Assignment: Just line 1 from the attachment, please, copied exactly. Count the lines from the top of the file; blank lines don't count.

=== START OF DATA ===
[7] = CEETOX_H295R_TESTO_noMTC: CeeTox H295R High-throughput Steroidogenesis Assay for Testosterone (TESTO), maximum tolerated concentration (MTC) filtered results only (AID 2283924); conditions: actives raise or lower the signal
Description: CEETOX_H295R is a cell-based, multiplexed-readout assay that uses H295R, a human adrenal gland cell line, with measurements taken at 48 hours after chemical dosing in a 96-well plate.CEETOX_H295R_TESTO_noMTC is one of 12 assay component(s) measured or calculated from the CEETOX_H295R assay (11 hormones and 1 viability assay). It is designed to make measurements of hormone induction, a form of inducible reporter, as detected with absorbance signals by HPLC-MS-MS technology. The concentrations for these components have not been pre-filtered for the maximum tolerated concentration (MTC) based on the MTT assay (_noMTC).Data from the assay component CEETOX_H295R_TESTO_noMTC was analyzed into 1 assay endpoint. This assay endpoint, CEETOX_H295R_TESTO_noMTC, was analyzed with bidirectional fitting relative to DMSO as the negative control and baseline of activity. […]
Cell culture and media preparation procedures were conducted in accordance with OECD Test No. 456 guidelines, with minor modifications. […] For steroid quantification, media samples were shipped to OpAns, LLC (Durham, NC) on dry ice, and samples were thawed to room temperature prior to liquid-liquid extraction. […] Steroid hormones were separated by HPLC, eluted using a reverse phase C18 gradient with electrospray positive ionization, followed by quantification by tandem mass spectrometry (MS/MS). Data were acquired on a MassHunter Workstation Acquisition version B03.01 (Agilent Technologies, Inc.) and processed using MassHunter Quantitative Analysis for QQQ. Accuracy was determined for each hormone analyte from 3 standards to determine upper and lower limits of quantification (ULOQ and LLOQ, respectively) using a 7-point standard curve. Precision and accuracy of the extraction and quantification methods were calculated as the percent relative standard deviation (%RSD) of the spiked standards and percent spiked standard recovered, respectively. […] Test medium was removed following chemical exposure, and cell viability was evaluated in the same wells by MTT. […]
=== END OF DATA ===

[7] = CEETOX_H295R_TESTO_noMTC: CeeTox H295R High-throughput Steroidogenesis Assay for Testosterone (TESTO), maximum tolerated concentration (MTC) filtered results only (AID 2283924); conditions: actives raise or lower the signal